The Golan Heights or the West Bank are not accepted as wine regions by international bodies and are considered “disputed” territories.

There are some people - even Israelis - who might be predisposed to buying Israeli wines, yet might take affront at wines from the Golan Heights and any winery or vineyard not on the “right side” of Israel’s pre1967 borders. Rightly or wrongly, these biases do exist and affect the wineries’ ability to thrive or even survive.

The problems these biases create can be twofold. Selling wine at retail prices at the winery is far more profitable than selling wine wholesale to shops and restaurants or for export, and how many visitors a winery attracts and the reputation and therefore price are directly related to the region’s recognition on a shelf or wine list.

Quality wines from around the world are often associated with appellations. Appellations are official wine regions that include the country of origin, but also more specific regions or even vineyards the grapes come from that have been recognized by international authorities as having something special or even unique to what that area might produce.

Those less familiar with wine might be impressed by a wine simply because it is from France, Italy or California, but the more specific the label is in describing the place of origin, generally the higher the perceived quality of the wine. So, Bordeaux, Burgundy, Champagne and the Rhone regions in France; Piedmont and Tuscany in Italy; and Napa, Sonoma and even Paso Robles in California have become synonymous with being wine regions consumers can rely on. Even smaller subsections exist, so there are thousands of appellations from which wine buyers can choose.

Yet wine drinkers will have a challenge finding quality Israeli wines that are so specifically labeled. If wines are being exported, their labels need to meet international standards, or at least the standard of the country importing the wine, and currently wineries cannot place the Golan Heights or the West Bank (or Judea and Samaria, as many Jewish residents call the West Bank) on the label. They are not accepted as wine regions by international bodies and are considered “disputed” territories. Golan Heights wines have settled for being put under a broader Galilee appellation while those from “the West Bank” might just say Israel. Some winemakers seem more involved in the politics and others just want the wine to speak for itself, but life, especially in the Middle East, never seems that simple.

Even though travel to the Golan Heights is fairly easy, it still takes a few hours to drive there from Tel Aviv or Jerusalem, so distance might be more of a deterrent than politics for those wanting to visit a winery in Israel’s most northern reaches. For those who do, there are several wineries well worth the effort, and the pastoral views might remind you of regions in Western Europe.

In the town of Katzrin, the major hub of the Golan, is the Golan Heights’ biggest producer, the Golan Heights Winery. As Israel’s third largest winery, it produces over five million bottles of wine a year, most notably under its premium Yarden label. Not only is it prolific, but it is one of Israel’s most respected wineries, producing award winning wines from plantings dating back to 1976.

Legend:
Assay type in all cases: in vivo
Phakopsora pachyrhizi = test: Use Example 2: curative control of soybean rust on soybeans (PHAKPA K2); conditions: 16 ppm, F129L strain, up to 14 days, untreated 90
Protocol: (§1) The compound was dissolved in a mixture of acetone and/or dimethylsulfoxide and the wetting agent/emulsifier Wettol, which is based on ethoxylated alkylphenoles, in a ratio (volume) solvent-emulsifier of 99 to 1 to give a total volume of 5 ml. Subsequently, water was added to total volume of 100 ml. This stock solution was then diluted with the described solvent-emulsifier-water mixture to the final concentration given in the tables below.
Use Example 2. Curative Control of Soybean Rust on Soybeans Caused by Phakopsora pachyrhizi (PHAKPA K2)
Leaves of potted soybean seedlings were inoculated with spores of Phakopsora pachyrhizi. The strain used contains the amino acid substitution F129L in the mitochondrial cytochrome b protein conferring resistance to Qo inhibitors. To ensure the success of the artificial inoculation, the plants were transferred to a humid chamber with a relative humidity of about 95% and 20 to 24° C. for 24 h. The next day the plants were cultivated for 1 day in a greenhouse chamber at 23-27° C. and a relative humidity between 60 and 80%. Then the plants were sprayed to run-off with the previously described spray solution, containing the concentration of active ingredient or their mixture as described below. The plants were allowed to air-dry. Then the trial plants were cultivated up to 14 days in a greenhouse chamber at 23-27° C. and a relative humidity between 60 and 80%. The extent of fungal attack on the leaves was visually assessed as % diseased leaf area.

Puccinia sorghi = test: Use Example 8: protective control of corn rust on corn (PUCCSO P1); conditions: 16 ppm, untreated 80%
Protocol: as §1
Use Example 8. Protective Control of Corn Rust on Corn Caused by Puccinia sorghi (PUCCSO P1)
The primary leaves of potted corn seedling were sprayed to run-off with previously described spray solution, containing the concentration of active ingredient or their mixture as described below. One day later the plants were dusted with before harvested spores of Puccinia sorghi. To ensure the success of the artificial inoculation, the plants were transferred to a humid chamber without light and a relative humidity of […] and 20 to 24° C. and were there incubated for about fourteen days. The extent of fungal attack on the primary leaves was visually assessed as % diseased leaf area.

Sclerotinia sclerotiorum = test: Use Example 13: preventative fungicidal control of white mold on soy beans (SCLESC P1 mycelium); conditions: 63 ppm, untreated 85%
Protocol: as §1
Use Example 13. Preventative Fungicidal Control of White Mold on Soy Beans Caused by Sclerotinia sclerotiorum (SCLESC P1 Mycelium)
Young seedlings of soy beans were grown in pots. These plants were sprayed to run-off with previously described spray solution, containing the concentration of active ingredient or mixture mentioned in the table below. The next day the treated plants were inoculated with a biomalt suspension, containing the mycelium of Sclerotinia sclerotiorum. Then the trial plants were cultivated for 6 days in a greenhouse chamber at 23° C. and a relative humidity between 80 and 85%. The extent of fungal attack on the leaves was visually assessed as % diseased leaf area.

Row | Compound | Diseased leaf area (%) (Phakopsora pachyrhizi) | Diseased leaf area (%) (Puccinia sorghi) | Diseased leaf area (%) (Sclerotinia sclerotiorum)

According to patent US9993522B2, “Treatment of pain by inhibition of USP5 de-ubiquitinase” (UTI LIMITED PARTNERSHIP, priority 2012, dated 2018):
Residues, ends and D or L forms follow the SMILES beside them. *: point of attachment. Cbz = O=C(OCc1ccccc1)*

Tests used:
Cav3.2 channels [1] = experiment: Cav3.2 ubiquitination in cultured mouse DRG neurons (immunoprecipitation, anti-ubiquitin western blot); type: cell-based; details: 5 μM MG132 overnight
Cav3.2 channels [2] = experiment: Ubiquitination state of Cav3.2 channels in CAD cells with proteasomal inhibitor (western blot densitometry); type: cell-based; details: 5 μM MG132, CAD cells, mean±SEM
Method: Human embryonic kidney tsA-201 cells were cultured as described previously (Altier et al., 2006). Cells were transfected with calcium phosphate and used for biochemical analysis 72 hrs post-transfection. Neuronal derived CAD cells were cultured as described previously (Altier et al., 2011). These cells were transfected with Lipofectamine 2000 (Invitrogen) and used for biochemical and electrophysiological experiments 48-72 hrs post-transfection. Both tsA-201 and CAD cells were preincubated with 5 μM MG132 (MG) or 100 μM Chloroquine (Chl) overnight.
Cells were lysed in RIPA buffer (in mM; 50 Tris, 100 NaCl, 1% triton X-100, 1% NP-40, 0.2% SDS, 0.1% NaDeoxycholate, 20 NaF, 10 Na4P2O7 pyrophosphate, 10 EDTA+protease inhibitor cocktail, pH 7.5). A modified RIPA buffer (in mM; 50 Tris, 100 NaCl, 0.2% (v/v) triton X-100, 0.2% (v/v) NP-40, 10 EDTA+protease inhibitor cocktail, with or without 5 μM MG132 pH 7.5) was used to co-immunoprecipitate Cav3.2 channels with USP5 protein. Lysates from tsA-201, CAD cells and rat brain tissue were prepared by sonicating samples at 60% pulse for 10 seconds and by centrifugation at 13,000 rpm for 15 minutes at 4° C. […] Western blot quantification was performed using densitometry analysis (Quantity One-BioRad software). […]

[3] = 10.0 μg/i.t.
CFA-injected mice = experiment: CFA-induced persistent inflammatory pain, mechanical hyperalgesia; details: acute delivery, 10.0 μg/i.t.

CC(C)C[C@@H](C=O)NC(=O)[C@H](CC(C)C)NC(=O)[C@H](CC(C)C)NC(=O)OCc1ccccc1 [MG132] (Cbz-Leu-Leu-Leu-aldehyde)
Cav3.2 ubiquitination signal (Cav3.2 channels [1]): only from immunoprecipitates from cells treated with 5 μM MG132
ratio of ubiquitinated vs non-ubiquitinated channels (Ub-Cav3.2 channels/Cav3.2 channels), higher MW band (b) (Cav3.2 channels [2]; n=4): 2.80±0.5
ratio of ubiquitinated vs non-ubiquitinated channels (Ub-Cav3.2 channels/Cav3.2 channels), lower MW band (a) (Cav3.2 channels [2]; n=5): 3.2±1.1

The Pelter, Odem Mountain, Chateau Golan and Assaf boutique wineries are all great examples of “bigger doesn’t have to always be better”. The Golan Heights has incredible potential for producing amazing wines from many grape varietals and many different styles.

A little more intimidating for some can be traveling to the Shomron or Binyamin regions on “the other side” of security checkpoints separating Israel from unresolved areas north or east of Jerusalem. The Golan Heights, even though still claimed by Syria, has no such checkpoints and also few if any flares of violence to worry a tourist. Generally speaking though, visiting wineries in the Shomron and Binyamin isn’t problematic and I just recently returned from two such trips without any incident.

There are several boutique wineries worth visiting and wineries are very hospitable and appreciative to those who share their love of wine. The Psagot Winery even shares a roof with the Binyamin tourism council and along route 60  or so other wineries dot the landscape on what might be a wine route one day. Further up from Jerusalem are the Tanya and Domaine Ventura wineries, located in the hamlet of Ofra and actually across the parking lot from each other. Possibly the pearl of the region is the Gvaot Winery situated in the midst of its majestic vines just south of Shiloh, the town and the winery bearing the same name. Only ten minutes from Jerusalem, so close that if you missed the checkpoint you might think you had never left, is the Gush Etzion Winery which features one of the only winery-based restaurants along the way.

Sitting at any of these wineries you might easily forget that the sovereignty of the land they reside on is in dispute, but the wines are not forgettable - and that is indisputable.


The Golan Heights or the West Bank are not accepted as wine regions by international bodies and are considered “disputed” territories.


David Rhodes is a consulting sommelier & wine educator living in Raanana. You can contact him with your questions about wine at  

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